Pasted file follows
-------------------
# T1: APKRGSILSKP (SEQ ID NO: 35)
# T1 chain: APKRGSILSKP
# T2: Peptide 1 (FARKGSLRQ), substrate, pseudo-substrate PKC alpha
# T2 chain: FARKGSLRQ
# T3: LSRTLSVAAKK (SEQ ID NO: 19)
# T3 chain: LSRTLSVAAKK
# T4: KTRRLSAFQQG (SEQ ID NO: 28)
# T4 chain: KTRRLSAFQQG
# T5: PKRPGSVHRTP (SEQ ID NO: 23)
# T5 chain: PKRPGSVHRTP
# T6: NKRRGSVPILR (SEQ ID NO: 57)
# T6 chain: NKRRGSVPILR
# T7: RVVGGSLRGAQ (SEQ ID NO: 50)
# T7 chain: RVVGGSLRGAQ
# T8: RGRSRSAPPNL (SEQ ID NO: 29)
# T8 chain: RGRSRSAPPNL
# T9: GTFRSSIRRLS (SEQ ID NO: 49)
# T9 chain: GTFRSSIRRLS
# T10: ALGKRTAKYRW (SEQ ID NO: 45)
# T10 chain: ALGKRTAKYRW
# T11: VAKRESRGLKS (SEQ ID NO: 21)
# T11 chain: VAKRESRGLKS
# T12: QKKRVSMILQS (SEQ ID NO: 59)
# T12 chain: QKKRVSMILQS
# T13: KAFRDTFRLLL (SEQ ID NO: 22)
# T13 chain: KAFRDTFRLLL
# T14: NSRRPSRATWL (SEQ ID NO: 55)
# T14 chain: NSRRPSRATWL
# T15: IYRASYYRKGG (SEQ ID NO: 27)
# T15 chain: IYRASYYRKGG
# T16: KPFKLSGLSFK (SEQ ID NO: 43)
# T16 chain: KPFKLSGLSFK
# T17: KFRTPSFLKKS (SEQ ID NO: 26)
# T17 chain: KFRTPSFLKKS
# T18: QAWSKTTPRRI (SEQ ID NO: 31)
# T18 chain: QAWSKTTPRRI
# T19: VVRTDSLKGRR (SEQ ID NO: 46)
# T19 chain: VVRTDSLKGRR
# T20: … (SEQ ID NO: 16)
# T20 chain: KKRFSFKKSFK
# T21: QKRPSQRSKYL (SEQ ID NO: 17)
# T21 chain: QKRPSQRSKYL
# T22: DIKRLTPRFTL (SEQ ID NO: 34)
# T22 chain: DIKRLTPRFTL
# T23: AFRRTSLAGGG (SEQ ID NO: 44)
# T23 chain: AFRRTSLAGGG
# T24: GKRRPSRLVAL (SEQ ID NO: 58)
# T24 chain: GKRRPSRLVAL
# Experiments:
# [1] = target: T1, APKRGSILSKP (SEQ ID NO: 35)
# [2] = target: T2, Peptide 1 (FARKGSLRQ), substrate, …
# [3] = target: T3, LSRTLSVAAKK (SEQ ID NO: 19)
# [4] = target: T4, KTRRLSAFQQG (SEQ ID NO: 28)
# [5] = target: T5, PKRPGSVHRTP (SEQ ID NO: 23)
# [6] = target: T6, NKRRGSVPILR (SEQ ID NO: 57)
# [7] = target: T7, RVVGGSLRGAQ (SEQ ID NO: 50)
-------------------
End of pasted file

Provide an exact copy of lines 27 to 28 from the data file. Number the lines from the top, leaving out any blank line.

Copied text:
# T14: NSRRPSRATWL (SEQ ID NO: 55)
# T14 chain: NSRRPSRATWL